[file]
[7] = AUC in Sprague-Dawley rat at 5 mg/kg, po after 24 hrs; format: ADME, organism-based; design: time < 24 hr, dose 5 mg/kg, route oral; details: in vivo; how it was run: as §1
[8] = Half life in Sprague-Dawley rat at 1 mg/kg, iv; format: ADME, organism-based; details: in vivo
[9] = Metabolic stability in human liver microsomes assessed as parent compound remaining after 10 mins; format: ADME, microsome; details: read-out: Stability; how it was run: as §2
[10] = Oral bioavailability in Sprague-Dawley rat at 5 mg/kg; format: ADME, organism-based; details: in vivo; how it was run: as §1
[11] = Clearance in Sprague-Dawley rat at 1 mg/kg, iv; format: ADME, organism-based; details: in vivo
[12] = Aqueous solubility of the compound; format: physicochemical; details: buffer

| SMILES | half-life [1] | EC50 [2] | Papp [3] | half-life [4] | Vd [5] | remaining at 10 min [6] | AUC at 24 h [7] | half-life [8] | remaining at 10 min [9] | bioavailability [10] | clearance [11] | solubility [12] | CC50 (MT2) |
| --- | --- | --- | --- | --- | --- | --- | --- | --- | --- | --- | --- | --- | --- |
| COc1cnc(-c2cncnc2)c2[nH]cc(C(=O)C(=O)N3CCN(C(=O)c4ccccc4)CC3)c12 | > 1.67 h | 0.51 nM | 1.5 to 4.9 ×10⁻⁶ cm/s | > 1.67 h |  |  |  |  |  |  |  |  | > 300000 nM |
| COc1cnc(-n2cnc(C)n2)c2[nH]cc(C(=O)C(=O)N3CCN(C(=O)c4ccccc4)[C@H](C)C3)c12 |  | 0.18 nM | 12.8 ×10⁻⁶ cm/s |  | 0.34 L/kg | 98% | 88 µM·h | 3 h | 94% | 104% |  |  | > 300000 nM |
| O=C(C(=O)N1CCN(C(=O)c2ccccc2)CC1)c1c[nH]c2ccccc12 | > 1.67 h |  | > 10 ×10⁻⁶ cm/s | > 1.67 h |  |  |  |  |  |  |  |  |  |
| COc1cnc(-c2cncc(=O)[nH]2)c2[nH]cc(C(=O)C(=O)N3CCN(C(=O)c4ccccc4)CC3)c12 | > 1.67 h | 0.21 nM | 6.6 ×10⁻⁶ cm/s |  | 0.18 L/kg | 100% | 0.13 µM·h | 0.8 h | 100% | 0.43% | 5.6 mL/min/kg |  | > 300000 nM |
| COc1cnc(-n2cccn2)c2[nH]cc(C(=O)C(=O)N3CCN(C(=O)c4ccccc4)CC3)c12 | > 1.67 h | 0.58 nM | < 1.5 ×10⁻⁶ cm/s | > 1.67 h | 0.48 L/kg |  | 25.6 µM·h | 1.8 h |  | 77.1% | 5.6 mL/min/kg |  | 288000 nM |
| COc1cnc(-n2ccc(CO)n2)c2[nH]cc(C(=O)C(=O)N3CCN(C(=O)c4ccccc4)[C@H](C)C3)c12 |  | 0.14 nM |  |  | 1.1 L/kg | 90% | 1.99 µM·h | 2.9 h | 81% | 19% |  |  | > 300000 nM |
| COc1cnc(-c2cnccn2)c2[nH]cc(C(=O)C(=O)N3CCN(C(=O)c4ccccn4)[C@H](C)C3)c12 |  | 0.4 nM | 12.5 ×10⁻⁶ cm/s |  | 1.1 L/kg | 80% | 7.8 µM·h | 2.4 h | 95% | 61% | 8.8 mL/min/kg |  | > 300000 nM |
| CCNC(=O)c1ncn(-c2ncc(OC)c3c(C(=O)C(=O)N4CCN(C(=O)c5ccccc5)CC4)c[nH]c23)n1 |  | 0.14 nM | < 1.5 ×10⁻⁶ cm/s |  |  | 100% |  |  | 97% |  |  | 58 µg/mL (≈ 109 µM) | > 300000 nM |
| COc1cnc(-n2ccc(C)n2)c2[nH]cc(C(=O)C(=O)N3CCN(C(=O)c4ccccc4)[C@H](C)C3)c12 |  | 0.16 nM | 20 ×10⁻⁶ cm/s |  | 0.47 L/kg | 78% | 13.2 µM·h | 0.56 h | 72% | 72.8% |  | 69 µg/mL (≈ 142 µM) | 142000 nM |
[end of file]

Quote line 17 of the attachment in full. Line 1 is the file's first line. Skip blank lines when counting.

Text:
| COc1cnc(-n2ccc(C)n2)c2[nH]cc(C(=O)C(=O)N3CCN(C(=O)c4ccccc4)[C@H](C)C3)c12 |  | 0.16 nM | 20 ×10⁻⁶ cm/s |  | 0.47 L/kg | 78% | 13.2 µM·h | 0.56 h | 72% | 72.8% |  | 69 µg/mL (≈ 142 µM) | 142000 nM |